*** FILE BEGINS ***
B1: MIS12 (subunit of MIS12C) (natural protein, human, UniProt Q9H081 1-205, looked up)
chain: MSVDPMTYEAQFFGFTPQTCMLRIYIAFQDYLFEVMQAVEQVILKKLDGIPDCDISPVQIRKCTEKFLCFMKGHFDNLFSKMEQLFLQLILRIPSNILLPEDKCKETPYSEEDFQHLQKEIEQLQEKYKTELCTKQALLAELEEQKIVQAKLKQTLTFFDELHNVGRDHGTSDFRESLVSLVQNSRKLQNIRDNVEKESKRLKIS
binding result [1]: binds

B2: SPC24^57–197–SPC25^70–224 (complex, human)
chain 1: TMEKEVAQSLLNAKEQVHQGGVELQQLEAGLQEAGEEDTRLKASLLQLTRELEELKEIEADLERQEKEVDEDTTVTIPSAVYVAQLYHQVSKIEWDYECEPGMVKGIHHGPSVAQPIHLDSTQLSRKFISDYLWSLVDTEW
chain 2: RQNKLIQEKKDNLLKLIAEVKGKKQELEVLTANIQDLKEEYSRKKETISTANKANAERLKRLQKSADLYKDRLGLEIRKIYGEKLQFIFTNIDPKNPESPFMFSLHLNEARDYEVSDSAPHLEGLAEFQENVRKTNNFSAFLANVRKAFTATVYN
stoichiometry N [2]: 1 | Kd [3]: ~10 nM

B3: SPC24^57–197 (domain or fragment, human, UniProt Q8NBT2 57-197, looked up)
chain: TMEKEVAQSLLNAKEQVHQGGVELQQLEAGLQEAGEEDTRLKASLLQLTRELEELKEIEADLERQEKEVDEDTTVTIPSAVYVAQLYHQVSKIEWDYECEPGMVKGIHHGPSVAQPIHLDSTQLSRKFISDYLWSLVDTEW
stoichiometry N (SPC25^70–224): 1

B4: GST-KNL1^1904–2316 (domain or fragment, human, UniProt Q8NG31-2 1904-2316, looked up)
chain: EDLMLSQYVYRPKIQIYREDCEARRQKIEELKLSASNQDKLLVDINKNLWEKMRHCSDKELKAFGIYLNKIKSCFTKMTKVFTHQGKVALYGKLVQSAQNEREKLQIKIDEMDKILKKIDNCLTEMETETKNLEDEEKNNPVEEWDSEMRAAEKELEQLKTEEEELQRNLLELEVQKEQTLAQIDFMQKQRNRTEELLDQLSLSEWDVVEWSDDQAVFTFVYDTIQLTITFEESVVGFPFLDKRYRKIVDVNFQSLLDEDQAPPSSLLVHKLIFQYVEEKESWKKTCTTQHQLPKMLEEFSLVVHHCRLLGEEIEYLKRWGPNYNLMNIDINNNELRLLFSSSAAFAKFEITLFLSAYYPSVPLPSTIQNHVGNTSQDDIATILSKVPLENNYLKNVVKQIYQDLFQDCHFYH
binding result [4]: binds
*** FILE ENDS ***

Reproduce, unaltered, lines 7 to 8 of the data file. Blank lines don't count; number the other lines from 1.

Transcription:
stoichiometry N [2]: 1 | Kd [3]: ~10 nM

B3: SPC24^57–197 (domain or fragment, human, UniProt Q8NBT2 57-197, looked up)